Kovars History, Family Crest & Coats of Arms

Over the course of its history, the boundaries of Poland changed frequently and as a result, Polish names have much in common with other Slavic names in the way they are formed. Polish surnames often end with a diminutive suffix, such as "-owicz," "ak," "ski," or "ska." The family name Kovars is an occupational type of surname, derived from the occupation of blacksmith. This name is a derivative of the word "kowal" which means "blacksmith" and, since this used to be a rather common profession, there were many bearers of the name. In fact, Kovars is one of the most common surnames in contemporary Poland.

Early Origins of the Kovars family

The surname Kovars was first found in Galicia which lies in southern Poland on the northern slopes of the Carpathians. It was overrun by Monguls in 1223. The region is composed of Polish and Ukrainian natives, the latter being to the east. The Ruthenian nobles adopted the Catholic faith and the Polish tongue. The surname became noted for its many branches in the region, each house acquiring a status and influence which was envied by the princes of the region. In their later history the name became a power unto themselves and were elevated to the ranks of nobility as they grew into this most influential family.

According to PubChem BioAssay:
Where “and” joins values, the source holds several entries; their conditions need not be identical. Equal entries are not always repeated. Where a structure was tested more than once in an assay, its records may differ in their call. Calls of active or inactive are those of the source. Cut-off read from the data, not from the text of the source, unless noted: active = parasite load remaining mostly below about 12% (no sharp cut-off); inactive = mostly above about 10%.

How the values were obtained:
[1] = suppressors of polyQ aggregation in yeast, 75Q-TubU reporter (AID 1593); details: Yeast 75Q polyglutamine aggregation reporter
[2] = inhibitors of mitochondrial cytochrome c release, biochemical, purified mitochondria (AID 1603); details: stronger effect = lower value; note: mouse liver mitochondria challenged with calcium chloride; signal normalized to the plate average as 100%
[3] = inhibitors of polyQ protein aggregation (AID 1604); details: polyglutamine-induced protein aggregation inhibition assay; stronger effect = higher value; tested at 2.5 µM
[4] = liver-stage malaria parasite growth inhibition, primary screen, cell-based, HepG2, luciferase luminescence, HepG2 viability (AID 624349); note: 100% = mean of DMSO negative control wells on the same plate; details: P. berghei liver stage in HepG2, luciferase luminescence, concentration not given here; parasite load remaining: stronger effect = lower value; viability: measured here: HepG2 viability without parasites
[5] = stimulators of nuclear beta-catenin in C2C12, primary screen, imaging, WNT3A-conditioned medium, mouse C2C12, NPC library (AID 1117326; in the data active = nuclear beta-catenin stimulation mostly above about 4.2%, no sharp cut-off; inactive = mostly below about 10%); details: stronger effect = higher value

Early History of the Kovars family

This web page shows only a small excerpt of our Kovars research. Another 71 words (5 lines of text) are included under the topic Early Kovars History in all our PDF Extended History products and printed products wherever possible.

Kovars Spelling Variations

Spelling variations of this family name include: Kowalski, Kowal, Kovalski, Kovel, Kovalski, Kofax, Kowalczyk, Kowalik, Kovaricek, Kovarik and many more.

Early Notables of the Kovars family (pre 1700)

More information is included under the topic Early Kovars Notables in all our PDF Extended History products and printed products wherever possible.

Migration of the Kovars family

Some of the first settlers of this family name or some of its variants were: Antonia Kowalski, who came from the port of Bremen to New York in 1868; Carl Kowalski, who arrived in Baltimore in 1868; Ernestine Kowalski, who arrived in New York in 1873.



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